Beyond the Banner
Black Lives Matter — Moving Beyond the Banner
Following a series of educational events to raise awareness, and much discussion, Beacon Unitarian Universalist Congregation members voted in April 2016 to take a public stand to affirm that Black Lives Matter. Then, in September 2016, Beacon and Fountain Baptist Church partnered to lead a Black Lives Matter March through downtown Summit that drew more than 500 people. Following the March, both congregations held ceremonies to raise Black Lives Matter banners in front of their houses of worship. The March and Banner raising were intended to heighten awareness about systemic racism in America and to celebrate the interfaith partnership between Beacon and Fountain. Our efforts now continue Beyond the Banner.
The Black Lives Matter – Beyond the Banner Team is planning a series of public events. One thread is aimed at educating people about the impact of our criminal justice laws, policies and practices on Black lives.
The first event in this series took place on March 16th, when Beacon and Fountain Baptist co-presented a screening and panel discussion of Ava DuVernay’s Oscar-nominated documentary, “13th.” The powerful film traces the criminalization of Black lives from slavery to Jim Crow to current day mass incarceration, referencing the often overlooked impact of the Thirteenth Amendment to the Constitution.
The event, held at Summit High School, drew 250 people from Fountain, Beacon and surrounding communities. The panel was moderated by Dr. Kahlil Muhammad, professor of history, race and public policy at Harvard Kennedy School. Dr. Muhammad is a public intellectual whose scholarship focuses on race and the construction of criminality in the United States. He led Dr. Johanna Foster, director of sociology at Monmouth University, and Rev. Charles Boyer, pastor at Bethel AME – Woodbury, in a discussion about mass incarceration of Black lives. Dr. Foster discussed her research on the disproportionate incarceration of Black women and the impact of mass incarceration of both men and women on families and communities of color. Rev. Boyer discussed his advocacy work aimed at overturning N.J. criminal laws that disproportionately impact African Americans and his goal of ending the imprisonment of juvenile offenders.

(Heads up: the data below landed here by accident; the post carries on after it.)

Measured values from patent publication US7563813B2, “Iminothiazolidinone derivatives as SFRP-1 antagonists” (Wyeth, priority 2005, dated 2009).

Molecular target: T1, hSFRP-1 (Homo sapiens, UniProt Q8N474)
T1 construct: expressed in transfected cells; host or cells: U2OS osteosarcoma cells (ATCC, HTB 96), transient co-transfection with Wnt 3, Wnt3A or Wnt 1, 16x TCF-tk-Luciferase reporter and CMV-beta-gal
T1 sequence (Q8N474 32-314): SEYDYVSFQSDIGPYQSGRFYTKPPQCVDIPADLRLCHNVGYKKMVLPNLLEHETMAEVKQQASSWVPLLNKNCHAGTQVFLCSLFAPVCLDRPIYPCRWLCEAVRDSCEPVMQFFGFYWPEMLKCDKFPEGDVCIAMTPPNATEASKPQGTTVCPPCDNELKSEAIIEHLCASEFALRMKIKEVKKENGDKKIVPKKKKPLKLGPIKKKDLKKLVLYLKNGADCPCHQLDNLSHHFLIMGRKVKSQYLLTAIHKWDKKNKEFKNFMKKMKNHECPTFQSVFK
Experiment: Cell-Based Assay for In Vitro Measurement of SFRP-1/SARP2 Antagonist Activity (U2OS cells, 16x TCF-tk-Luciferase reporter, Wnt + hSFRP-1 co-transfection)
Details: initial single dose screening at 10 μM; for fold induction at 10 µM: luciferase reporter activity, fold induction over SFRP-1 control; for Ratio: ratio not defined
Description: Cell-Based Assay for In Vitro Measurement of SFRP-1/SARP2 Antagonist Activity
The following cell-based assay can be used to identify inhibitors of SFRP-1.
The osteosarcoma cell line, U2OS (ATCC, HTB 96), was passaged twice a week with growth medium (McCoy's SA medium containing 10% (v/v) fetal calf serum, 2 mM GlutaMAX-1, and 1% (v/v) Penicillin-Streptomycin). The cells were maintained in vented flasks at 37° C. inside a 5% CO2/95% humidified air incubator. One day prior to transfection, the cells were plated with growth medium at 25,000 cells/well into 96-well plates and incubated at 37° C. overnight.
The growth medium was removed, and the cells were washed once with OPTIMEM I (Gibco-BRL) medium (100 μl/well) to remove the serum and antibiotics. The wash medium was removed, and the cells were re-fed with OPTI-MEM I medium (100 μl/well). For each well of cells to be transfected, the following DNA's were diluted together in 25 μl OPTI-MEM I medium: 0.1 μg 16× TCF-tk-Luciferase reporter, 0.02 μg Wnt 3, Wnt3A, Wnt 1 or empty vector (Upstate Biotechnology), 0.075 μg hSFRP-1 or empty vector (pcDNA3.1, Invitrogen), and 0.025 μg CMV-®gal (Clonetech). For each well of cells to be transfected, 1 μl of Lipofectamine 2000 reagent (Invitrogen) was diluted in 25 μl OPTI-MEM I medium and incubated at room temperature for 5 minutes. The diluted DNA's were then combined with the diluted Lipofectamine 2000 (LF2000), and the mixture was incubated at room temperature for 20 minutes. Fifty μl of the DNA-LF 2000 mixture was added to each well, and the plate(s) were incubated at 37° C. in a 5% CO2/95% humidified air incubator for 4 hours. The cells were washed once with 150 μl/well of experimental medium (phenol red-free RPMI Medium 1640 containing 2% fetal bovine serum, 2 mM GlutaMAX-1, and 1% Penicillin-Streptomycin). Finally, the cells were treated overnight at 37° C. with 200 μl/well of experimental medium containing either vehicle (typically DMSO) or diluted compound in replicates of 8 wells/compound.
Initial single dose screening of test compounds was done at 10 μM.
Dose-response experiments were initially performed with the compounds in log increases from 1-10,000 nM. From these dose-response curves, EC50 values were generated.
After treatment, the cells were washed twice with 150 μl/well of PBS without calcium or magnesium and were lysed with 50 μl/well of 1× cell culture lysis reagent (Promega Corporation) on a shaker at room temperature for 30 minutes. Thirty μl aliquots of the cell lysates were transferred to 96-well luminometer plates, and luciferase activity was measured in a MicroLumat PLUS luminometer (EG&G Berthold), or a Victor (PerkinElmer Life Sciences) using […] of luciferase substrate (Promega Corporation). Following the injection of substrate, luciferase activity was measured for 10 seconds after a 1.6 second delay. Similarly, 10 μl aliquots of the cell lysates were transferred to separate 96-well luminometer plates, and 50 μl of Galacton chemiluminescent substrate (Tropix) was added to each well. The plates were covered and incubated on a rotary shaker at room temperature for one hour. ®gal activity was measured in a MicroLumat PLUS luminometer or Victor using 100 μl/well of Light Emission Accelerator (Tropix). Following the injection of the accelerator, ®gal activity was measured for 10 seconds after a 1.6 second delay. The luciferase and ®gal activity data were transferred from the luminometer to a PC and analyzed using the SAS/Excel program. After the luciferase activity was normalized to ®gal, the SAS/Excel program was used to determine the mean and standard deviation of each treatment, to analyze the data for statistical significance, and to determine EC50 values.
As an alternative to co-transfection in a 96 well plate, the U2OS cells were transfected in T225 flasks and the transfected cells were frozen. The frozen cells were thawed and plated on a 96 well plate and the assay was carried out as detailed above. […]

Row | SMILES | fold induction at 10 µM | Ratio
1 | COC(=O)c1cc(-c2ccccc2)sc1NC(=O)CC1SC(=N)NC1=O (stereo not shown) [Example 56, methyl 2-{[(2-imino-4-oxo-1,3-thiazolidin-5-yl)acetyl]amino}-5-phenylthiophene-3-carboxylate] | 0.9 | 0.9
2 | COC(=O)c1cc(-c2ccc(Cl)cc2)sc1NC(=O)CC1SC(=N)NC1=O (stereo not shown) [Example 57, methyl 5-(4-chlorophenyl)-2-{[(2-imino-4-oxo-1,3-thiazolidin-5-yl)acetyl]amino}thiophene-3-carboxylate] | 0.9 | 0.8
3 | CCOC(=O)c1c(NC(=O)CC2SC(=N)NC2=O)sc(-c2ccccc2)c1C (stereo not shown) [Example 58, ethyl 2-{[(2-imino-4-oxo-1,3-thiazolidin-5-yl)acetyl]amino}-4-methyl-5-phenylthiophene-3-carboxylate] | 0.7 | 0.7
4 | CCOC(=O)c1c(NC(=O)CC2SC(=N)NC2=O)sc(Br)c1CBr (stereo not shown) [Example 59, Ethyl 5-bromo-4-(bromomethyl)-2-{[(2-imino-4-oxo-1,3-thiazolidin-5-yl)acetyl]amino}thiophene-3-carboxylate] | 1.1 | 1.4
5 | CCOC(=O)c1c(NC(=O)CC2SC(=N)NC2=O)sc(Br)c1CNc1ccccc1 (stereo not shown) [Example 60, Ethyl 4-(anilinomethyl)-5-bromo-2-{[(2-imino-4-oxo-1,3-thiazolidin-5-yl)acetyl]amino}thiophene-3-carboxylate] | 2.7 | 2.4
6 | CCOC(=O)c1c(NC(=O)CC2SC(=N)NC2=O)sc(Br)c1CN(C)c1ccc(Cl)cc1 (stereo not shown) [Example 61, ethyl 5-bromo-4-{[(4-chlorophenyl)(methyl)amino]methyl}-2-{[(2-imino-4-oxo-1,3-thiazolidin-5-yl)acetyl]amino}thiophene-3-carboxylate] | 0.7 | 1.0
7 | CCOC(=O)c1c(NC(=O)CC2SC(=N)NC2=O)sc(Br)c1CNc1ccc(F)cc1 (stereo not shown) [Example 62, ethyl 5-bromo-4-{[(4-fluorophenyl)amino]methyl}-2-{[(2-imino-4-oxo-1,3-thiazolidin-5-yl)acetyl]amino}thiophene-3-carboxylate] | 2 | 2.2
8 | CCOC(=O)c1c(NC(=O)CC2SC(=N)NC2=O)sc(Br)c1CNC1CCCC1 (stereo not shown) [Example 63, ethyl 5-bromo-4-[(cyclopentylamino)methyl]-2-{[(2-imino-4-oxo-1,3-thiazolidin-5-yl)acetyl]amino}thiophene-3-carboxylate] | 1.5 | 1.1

Later this spring, the Beyond the Banner Team will join with the ACLU-NJ for a screening and discussion of the documentary “Do Not Resist.” The film explores the often hidden militarization of American police forces and it’s impact on communities, particularly those of color. Stay tuned for an announcement of date and location.
The Beyond the Banner Team